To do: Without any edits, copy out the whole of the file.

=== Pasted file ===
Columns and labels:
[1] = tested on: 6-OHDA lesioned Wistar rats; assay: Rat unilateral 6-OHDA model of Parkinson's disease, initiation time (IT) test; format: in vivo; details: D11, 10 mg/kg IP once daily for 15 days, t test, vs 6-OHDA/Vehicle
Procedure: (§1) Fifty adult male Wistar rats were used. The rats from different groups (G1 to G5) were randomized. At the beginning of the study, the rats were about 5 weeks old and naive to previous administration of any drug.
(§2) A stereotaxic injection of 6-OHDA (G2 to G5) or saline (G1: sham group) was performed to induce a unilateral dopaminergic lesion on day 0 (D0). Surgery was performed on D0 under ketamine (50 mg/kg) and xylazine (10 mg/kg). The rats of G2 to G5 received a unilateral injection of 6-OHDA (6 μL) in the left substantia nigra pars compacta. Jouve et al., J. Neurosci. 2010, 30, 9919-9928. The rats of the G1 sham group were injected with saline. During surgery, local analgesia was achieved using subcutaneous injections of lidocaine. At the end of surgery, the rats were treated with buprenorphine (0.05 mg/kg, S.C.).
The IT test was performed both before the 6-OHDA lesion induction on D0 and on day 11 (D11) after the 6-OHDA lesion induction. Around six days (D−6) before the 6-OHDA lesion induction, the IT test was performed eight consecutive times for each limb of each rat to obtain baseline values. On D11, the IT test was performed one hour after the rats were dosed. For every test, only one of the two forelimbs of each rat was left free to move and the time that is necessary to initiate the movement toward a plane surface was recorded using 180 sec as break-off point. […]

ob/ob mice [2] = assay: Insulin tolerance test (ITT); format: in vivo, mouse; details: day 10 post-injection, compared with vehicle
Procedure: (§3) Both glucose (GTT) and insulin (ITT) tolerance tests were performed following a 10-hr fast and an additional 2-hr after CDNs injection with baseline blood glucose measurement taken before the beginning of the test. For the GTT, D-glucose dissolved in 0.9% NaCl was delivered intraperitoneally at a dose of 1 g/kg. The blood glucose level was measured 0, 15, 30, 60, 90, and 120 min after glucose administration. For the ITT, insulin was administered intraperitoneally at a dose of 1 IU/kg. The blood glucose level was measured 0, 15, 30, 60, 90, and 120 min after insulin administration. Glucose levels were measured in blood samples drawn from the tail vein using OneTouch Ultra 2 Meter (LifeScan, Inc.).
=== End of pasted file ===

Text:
Columns and labels:
[1] = tested on: 6-OHDA lesioned Wistar rats; assay: Rat unilateral 6-OHDA model of Parkinson's disease, initiation time (IT) test; format: in vivo; details: D11, 10 mg/kg IP once daily for 15 days, t test, vs 6-OHDA/Vehicle
Procedure: (§1) Fifty adult male Wistar rats were used. The rats from different groups (G1 to G5) were randomized. At the beginning of the study, the rats were about 5 weeks old and naive to previous administration of any drug.
(§2) A stereotaxic injection of 6-OHDA (G2 to G5) or saline (G1: sham group) was performed to induce a unilateral dopaminergic lesion on day 0 (D0). Surgery was performed on D0 under ketamine (50 mg/kg) and xylazine (10 mg/kg). The rats of G2 to G5 received a unilateral injection of 6-OHDA (6 μL) in the left substantia nigra pars compacta. Jouve et al., J. Neurosci. 2010, 30, 9919-9928. The rats of the G1 sham group were injected with saline. During surgery, local analgesia was achieved using subcutaneous injections of lidocaine. At the end of surgery, the rats were treated with buprenorphine (0.05 mg/kg, S.C.).
The IT test was performed both before the 6-OHDA lesion induction on D0 and on day 11 (D11) after the 6-OHDA lesion induction. Around six days (D−6) before the 6-OHDA lesion induction, the IT test was performed eight consecutive times for each limb of each rat to obtain baseline values. On D11, the IT test was performed one hour after the rats were dosed. For every test, only one of the two forelimbs of each rat was left free to move and the time that is necessary to initiate the movement toward a plane surface was recorded using 180 sec as break-off point. […]

ob/ob mice [2] = assay: Insulin tolerance test (ITT); format: in vivo, mouse; details: day 10 post-injection, compared with vehicle
Procedure: (§3) Both glucose (GTT) and insulin (ITT) tolerance tests were performed following a 10-hr fast and an additional 2-hr after CDNs injection with baseline blood glucose measurement taken before the beginning of the test. For the GTT, D-glucose dissolved in 0.9% NaCl was delivered intraperitoneally at a dose of 1 g/kg. The blood glucose level was measured 0, 15, 30, 60, 90, and 120 min after glucose administration. For the ITT, insulin was administered intraperitoneally at a dose of 1 IU/kg. The blood glucose level was measured 0, 15, 30, 60, 90, and 120 min after insulin administration. Glucose levels were measured in blood samples drawn from the tail vein using OneTouch Ultra 2 Meter (LifeScan, Inc.).